Studies reveal that you are twice as likely to struggle with hearing loss if you have diabetes, according to the American Diabetes Association. That could surprise those of you who automatically associate hearing loss with growing old or noise damage. Close to 500,000 of the1.9 million people diagnosed with diabetes in 2010 were under the age of 44. Evidence reveals that 250,000 of those younger people who have the disease likely suffer from some form on hearing loss.
The main point is that diabetes is only one of several conditions that can cost a person their hearing. Aging is a significant aspect both in sickness and loss of hearing but what is the connection between these conditions and ear health? Give some thought to some illnesses that can lead to loss of hearing.
It is not clear why people with diabetes have a higher chance of hearing loss or even if diabetes is connected to hearing loss, but the clinical research does point in that direction. A condition that suggests a person might develop type 2 diabetes, called prediabetes, causes people to lose their hearing 30 percent faster than people who don’t have it.
Even though there are some theories, scientists still don’t know why this happens. It is possible that high glucose levels might cause damage to the blood vessels that feed the inner ear. Diabetes is known to influence circulation, so that is a reasonable assumption.
Hearing loss is a symptom of this infectious disease. Meningitis by definition is inflammation of the membranes that cover the spinal cord and brain, usually due to infection. Studies show that 30 percent of people who develop this condition will also lose their hearing, either partially or completely. Among young people in America, this infection is the second leading cause of hearing loss.
The fragile nerves which send signals to the inner ear are potentially damaged by meningitis. The brain has no means to interpret sound if it doesn’t get these signals.
Cardiovascular disease is an umbrella name that relates to ailments that impact the heart or blood vessels. Some typical diseases in this category include:
- High blood pressure
- Heart failure
- Peripheral artery disease
- Heart attack
Commonly, cardiovascular diseases tend to be associated with age-related hearing loss. Damage can easily happen to the inner ear. When there is an alteration of the blood flow, it might not get the oxygen and nutrients it needs to thrive, and injury to the inner ear then leads to loss of hearing.
Chronic Kidney Disease
A 2012 study published in The Laryngoscope found that people with this condition also had an increased risk of hearing loss. A separate study found that chance to be as high as 43 percent. It is feasible that this relationship is a coincidence, though. Kidney disease and other ailments involving high blood pressure or diabetes have many of the same risk factors.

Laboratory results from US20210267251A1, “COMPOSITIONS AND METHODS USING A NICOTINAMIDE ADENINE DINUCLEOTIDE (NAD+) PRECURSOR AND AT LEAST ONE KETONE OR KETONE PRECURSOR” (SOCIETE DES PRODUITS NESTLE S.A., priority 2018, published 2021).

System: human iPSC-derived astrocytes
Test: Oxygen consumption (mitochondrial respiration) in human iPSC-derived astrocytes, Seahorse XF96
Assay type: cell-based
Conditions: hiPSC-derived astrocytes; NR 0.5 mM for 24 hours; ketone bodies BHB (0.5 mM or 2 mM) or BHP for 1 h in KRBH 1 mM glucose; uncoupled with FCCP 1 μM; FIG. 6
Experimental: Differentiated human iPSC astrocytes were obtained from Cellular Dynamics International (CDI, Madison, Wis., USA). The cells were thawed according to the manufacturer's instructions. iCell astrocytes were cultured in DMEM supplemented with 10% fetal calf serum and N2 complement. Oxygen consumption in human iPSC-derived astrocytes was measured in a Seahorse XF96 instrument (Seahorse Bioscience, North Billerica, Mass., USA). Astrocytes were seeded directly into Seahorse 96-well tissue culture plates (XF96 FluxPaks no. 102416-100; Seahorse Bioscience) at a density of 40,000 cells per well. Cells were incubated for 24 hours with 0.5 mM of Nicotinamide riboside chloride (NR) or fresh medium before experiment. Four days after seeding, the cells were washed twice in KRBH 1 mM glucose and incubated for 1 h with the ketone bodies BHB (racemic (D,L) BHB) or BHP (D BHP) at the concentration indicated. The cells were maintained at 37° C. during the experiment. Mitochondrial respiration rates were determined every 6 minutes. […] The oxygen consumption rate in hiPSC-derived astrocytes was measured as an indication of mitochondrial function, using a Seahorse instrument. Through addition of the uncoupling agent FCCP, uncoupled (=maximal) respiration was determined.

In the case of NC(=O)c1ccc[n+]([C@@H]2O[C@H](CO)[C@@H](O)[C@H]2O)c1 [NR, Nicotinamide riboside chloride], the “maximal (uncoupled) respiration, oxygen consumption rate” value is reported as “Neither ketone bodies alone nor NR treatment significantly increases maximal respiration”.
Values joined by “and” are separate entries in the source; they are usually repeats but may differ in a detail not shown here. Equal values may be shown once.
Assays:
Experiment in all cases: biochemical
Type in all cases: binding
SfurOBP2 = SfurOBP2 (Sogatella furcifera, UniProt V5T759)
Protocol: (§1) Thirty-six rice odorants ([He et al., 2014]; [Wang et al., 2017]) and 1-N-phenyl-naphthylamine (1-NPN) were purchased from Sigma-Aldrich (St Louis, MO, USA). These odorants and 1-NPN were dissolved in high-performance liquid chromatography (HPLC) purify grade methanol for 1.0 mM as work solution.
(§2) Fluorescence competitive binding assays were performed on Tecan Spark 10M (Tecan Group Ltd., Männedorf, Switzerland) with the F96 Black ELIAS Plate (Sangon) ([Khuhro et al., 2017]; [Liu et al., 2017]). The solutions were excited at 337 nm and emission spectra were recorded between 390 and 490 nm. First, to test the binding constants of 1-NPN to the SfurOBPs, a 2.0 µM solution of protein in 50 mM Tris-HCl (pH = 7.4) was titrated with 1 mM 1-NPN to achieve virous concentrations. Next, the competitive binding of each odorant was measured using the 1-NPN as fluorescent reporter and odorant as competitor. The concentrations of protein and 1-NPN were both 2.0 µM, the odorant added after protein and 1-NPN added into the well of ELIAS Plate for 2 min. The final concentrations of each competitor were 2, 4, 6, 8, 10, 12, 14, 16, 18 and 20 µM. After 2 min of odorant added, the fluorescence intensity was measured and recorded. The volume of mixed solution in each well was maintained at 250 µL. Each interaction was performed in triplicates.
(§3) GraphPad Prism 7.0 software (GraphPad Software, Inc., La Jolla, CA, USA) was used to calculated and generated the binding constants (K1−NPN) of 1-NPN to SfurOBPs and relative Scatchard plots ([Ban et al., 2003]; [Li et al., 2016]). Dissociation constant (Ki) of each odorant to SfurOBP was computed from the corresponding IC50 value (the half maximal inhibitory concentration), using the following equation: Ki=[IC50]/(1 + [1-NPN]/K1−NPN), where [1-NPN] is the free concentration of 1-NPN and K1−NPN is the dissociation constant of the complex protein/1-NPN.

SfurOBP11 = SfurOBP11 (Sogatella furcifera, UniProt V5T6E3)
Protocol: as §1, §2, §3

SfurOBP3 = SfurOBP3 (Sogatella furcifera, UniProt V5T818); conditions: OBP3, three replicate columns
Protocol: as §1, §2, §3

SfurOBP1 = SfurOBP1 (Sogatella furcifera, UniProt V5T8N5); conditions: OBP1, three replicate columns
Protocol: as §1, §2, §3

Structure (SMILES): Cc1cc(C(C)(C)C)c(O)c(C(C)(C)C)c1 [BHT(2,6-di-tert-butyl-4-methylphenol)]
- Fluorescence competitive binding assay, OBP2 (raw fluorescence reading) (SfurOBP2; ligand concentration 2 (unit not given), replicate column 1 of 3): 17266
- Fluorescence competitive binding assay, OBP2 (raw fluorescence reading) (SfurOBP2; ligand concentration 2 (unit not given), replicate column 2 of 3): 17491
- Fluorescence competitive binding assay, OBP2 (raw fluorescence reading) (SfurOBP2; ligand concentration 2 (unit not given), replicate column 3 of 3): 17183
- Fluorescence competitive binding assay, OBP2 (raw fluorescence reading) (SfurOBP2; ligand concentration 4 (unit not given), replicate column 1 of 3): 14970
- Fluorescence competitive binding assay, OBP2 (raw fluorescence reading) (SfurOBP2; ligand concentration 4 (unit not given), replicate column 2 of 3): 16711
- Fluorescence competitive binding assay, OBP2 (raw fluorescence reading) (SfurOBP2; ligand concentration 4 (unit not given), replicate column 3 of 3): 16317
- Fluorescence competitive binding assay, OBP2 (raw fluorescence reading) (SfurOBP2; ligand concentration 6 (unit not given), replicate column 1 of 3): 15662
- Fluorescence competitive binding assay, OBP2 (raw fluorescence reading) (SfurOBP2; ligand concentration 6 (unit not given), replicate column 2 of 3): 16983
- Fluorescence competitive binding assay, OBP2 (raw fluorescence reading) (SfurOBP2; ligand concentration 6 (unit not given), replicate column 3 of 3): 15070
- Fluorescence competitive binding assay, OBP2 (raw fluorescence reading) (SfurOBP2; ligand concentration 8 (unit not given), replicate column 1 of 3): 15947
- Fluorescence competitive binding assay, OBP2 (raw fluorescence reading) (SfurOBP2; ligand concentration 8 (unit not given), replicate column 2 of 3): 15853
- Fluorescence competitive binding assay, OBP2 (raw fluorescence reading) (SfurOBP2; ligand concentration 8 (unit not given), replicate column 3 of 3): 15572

Another possibility is that the toxins that collect in the blood as a result of kidney failure may be to blame. The connection that the nerves have with the brain could be closed off because of damage to the ear by these toxins.
Dementia and hearing loss have a two way effect on each other. There is the indication that cognitive impairment increases a person’s chances of getting conditions such as Alzheimer’s disease. Dementia happens due to brain atrophy and shrinkage. Trouble hearing can accelerate that process.
The flip side of the coin is true, also. Somebody who develops dementia even though there is normal hearing will show a decline in their hearing as injury to the brain increases.
Mumps is a viral infection which can cause children to lose their hearing early in life. Hearing loss may affect both ears or only one side. The reason why this occurs is the virus damages the cochlea in the inner ear. It’s the component of the ear that sends signals to the brain. The positive thing is, due to vaccination mumps are pretty rare nowadays. Not everyone will suffer from loss of hearing if they get the mumps.
Chronic Ear Infections
Treatment gets rid of the occasional ear infection so it’s not very risky for most people. However, the tiny bones of the inner ear or the eardrum can be seriously damaged by constantly recurring ear infections. This form of hearing loss is known as conductive, and it means that sound cannot reach the inner ear with enough force, so no messages are transmitted to the brain. Infections can also lead to a sensorineural hearing loss, which means nerve damage.
Many of the diseases that can cause hearing loss can be avoided by prevention. Throughout your life protecting your hearing will be possible if you exercise regularly, get the right amount of sleep, and have a healthy diet. You should also get regular hearing exams to make sure your ears stay healthy.